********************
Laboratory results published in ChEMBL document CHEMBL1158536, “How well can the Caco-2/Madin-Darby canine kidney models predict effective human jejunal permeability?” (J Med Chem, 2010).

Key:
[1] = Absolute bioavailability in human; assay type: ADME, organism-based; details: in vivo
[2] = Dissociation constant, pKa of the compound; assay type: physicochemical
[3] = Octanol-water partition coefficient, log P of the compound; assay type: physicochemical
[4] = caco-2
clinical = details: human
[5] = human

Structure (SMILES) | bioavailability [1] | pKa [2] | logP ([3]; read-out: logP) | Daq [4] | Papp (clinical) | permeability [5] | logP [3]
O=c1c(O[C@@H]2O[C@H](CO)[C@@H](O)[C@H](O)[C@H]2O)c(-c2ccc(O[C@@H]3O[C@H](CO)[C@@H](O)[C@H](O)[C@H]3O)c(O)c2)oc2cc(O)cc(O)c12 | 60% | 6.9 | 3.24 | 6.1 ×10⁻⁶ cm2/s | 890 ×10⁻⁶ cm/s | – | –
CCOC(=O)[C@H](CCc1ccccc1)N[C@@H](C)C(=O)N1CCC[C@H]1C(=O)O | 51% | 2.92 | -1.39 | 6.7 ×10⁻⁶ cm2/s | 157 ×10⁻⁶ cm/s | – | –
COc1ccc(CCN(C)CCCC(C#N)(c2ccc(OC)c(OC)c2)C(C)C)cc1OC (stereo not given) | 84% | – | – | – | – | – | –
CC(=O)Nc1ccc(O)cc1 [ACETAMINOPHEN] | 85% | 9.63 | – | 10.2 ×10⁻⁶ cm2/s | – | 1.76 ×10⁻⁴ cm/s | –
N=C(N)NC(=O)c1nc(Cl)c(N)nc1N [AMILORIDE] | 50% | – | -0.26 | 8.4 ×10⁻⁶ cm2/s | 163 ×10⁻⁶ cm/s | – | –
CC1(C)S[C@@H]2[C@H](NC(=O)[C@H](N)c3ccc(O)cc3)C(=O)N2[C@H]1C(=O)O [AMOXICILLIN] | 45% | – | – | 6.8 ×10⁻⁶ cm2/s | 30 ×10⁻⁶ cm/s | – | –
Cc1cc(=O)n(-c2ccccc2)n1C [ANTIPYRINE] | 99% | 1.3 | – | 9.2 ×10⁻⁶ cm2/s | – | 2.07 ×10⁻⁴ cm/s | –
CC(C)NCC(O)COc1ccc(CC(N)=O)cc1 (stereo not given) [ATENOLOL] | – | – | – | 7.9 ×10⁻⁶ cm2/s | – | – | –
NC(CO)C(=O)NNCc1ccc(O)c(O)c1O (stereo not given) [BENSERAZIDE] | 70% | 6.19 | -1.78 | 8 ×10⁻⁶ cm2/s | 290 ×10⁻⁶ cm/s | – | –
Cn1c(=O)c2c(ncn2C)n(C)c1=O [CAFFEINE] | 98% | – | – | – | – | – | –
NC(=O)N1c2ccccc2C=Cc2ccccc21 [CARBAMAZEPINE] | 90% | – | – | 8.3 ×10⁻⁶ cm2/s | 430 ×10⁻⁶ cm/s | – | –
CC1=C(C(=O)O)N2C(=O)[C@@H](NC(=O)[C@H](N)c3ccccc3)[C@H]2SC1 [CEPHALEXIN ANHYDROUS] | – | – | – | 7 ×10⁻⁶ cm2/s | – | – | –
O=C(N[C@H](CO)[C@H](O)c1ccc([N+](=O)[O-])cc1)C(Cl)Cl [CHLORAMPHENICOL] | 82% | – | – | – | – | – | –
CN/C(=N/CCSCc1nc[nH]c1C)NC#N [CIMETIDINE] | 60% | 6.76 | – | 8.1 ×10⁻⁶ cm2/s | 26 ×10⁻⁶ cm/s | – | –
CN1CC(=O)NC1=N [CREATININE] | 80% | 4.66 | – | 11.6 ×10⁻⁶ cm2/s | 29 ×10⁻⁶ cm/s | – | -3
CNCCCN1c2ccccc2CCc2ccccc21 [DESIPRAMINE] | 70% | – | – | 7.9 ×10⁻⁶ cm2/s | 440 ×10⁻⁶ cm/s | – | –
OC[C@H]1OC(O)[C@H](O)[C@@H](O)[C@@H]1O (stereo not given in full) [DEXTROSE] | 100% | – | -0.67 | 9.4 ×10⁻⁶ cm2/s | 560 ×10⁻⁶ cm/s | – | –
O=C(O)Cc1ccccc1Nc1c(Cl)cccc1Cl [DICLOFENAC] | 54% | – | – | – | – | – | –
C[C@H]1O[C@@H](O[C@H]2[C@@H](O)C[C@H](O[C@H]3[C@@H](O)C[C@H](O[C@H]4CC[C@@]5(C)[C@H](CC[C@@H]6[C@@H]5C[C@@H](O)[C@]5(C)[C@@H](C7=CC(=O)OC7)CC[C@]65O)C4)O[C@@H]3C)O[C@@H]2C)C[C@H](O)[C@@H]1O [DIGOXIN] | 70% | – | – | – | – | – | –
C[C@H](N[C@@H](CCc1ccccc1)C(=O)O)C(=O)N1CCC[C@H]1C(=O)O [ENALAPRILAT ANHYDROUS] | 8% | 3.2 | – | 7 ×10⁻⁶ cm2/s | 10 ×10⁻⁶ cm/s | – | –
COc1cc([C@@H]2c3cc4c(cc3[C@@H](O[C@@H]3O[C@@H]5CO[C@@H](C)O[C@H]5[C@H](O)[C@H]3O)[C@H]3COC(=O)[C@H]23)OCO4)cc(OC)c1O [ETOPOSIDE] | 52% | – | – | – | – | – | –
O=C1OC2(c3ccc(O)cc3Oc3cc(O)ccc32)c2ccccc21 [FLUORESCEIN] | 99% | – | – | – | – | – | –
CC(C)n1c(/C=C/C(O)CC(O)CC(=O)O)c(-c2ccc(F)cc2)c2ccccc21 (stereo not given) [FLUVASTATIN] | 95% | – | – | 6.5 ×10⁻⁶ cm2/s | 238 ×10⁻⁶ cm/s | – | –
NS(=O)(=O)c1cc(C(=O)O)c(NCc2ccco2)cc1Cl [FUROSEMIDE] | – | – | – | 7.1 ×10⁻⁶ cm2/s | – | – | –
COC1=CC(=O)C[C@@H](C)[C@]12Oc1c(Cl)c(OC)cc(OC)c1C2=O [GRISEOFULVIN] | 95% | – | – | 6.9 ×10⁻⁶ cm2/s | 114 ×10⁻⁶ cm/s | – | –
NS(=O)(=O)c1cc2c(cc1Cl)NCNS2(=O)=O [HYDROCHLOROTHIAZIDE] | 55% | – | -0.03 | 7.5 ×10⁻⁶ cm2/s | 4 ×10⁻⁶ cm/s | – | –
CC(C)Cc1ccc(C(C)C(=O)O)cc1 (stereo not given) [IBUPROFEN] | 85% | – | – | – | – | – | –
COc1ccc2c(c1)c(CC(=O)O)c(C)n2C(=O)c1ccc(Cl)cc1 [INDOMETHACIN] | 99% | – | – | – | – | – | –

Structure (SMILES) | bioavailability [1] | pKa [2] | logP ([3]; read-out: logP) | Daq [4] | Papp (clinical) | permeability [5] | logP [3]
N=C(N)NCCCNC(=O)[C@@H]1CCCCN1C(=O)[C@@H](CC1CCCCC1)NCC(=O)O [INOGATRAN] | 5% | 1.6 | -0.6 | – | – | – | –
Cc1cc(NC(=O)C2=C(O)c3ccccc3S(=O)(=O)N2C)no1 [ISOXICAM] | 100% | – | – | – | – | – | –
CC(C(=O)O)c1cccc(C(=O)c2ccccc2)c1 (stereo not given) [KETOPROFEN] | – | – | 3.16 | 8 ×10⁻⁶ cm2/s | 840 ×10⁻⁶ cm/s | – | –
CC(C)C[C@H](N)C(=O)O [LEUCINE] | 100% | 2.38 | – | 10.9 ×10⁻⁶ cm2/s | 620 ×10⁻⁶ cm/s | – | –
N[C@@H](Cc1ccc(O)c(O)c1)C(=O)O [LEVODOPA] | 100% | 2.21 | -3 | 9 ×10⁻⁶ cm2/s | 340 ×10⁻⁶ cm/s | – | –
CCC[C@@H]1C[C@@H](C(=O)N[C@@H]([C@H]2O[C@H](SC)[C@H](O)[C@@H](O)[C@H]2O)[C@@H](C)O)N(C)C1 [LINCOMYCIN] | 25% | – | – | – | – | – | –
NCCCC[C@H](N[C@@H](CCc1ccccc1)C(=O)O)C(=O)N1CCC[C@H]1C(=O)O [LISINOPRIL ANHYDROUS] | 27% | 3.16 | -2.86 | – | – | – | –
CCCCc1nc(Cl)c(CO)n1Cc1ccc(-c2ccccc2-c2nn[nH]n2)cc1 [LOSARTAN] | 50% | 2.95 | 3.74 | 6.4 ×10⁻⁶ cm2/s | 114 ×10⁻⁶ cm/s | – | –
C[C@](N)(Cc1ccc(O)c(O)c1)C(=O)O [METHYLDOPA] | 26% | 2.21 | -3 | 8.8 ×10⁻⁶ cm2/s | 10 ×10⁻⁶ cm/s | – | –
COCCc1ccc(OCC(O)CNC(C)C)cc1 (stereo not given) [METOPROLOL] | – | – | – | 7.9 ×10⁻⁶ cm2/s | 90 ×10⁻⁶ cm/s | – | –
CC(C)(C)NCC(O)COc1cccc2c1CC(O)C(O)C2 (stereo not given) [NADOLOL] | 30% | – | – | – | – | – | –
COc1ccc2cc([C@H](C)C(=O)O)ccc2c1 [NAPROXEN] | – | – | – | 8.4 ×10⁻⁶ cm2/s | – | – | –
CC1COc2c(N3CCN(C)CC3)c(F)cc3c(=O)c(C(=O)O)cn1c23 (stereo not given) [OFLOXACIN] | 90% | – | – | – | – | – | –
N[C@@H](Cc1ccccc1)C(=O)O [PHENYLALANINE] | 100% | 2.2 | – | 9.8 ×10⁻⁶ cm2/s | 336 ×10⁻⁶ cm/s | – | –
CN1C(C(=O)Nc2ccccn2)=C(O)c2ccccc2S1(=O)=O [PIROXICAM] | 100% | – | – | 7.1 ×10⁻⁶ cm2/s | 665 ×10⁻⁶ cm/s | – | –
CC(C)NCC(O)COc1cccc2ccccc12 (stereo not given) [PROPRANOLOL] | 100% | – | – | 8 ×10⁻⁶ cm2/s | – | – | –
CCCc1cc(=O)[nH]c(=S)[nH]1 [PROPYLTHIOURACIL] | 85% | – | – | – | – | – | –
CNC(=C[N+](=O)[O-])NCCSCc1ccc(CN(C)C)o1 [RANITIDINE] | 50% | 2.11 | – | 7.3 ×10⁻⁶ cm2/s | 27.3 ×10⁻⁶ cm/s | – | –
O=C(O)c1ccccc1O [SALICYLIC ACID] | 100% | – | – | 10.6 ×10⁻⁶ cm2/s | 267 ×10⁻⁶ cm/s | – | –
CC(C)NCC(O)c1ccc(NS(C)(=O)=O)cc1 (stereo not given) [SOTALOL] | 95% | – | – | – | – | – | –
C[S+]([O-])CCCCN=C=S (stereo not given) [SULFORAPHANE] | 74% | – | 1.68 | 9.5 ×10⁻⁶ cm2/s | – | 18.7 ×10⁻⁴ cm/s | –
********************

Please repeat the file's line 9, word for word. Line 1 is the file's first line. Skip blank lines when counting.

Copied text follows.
Structure (SMILES) | bioavailability [1] | pKa [2] | logP ([3]; read-out: logP) | Daq [4] | Papp (clinical) | permeability [5] | logP [3]